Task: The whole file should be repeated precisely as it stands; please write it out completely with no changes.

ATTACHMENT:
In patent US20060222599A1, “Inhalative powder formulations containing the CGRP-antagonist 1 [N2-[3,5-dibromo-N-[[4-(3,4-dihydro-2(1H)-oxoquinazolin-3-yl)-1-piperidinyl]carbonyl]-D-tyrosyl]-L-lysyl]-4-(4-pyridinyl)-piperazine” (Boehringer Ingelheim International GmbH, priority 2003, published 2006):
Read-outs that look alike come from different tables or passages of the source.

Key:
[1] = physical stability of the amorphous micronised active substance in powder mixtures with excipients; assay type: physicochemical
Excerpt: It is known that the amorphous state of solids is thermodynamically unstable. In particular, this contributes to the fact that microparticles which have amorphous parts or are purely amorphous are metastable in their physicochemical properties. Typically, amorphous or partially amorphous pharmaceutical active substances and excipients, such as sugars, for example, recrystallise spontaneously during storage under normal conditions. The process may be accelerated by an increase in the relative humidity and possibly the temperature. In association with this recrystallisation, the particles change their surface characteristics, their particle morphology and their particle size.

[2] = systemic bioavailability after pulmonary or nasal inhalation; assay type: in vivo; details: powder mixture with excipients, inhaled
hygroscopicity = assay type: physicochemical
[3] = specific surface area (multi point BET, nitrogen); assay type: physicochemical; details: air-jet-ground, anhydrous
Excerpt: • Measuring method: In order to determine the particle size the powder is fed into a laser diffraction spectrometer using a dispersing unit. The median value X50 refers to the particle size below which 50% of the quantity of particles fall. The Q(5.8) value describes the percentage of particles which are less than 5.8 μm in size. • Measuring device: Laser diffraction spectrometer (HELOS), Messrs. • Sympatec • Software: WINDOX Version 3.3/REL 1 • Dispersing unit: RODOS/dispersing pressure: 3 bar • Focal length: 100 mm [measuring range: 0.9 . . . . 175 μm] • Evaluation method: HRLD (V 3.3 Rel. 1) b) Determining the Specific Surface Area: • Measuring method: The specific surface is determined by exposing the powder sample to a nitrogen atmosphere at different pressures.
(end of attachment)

In patent US20060222599A1, “Inhalative powder formulations containing the CGRP-antagonist 1 [N2-[3,5-dibromo-N-[[4-(3,4-dihydro-2(1H)-oxoquinazolin-3-yl)-1-piperidinyl]carbonyl]-D-tyrosyl]-L-lysyl]-4-(4-pyridinyl)-piperazine” (Boehringer Ingelheim International GmbH, priority 2003, published 2006):
Read-outs that look alike come from different tables or passages of the source.

Key:
[1] = physical stability of the amorphous micronised active substance in powder mixtures with excipients; assay type: physicochemical
Excerpt: It is known that the amorphous state of solids is thermodynamically unstable. In particular, this contributes to the fact that microparticles which have amorphous parts or are purely amorphous are metastable in their physicochemical properties. Typically, amorphous or partially amorphous pharmaceutical active substances and excipients, such as sugars, for example, recrystallise spontaneously during storage under normal conditions. The process may be accelerated by an increase in the relative humidity and possibly the temperature. In association with this recrystallisation, the particles change their surface characteristics, their particle morphology and their particle size.

[2] = systemic bioavailability after pulmonary or nasal inhalation; assay type: in vivo; details: powder mixture with excipients, inhaled
hygroscopicity = assay type: physicochemical
[3] = specific surface area (multi point BET, nitrogen); assay type: physicochemical; details: air-jet-ground, anhydrous
Excerpt: • Measuring method: In order to determine the particle size the powder is fed into a laser diffraction spectrometer using a dispersing unit. The median value X50 refers to the particle size below which 50% of the quantity of particles fall. The Q(5.8) value describes the percentage of particles which are less than 5.8 μm in size. • Measuring device: Laser diffraction spectrometer (HELOS), Messrs. • Sympatec • Software: WINDOX Version 3.3/REL 1 • Dispersing unit: RODOS/dispersing pressure: 3 bar • Focal length: 100 mm [measuring range: 0.9 . . . . 175 μm] • Evaluation method: HRLD (V 3.3 Rel. 1) b) Determining the Specific Surface Area: • Measuring method: The specific surface is determined by exposing the powder sample to a nitrogen atmosphere at different pressures.